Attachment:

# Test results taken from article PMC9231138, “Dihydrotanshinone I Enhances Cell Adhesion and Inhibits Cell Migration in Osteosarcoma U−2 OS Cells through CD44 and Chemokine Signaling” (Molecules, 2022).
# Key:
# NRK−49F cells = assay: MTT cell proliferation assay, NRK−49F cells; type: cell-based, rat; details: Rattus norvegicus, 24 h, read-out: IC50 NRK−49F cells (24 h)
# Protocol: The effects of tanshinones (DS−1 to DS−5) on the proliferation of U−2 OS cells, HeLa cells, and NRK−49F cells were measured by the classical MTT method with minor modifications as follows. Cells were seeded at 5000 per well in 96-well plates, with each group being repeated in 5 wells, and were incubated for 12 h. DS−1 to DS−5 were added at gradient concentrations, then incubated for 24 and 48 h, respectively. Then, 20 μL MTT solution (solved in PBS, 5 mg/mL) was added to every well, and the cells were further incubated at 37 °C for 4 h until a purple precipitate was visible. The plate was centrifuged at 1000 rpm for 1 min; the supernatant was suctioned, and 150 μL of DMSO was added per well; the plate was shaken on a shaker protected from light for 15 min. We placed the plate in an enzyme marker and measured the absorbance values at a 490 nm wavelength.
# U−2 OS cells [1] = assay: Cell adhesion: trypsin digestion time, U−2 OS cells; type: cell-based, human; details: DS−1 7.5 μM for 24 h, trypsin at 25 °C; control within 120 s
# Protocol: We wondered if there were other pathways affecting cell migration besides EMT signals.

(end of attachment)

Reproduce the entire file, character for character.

# Test results taken from article PMC9231138, “Dihydrotanshinone I Enhances Cell Adhesion and Inhibits Cell Migration in Osteosarcoma U−2 OS Cells through CD44 and Chemokine Signaling” (Molecules, 2022).
# Key:
# NRK−49F cells = assay: MTT cell proliferation assay, NRK−49F cells; type: cell-based, rat; details: Rattus norvegicus, 24 h, read-out: IC50 NRK−49F cells (24 h)
# Protocol: The effects of tanshinones (DS−1 to DS−5) on the proliferation of U−2 OS cells, HeLa cells, and NRK−49F cells were measured by the classical MTT method with minor modifications as follows. Cells were seeded at 5000 per well in 96-well plates, with each group being repeated in 5 wells, and were incubated for 12 h. DS−1 to DS−5 were added at gradient concentrations, then incubated for 24 and 48 h, respectively. Then, 20 μL MTT solution (solved in PBS, 5 mg/mL) was added to every well, and the cells were further incubated at 37 °C for 4 h until a purple precipitate was visible. The plate was centrifuged at 1000 rpm for 1 min; the supernatant was suctioned, and 150 μL of DMSO was added per well; the plate was shaken on a shaker protected from light for 15 min. We placed the plate in an enzyme marker and measured the absorbance values at a 490 nm wavelength.
# U−2 OS cells [1] = assay: Cell adhesion: trypsin digestion time, U−2 OS cells; type: cell-based, human; details: DS−1 7.5 μM for 24 h, trypsin at 25 °C; control within 120 s
# Protocol: We wondered if there were other pathways affecting cell migration besides EMT signals.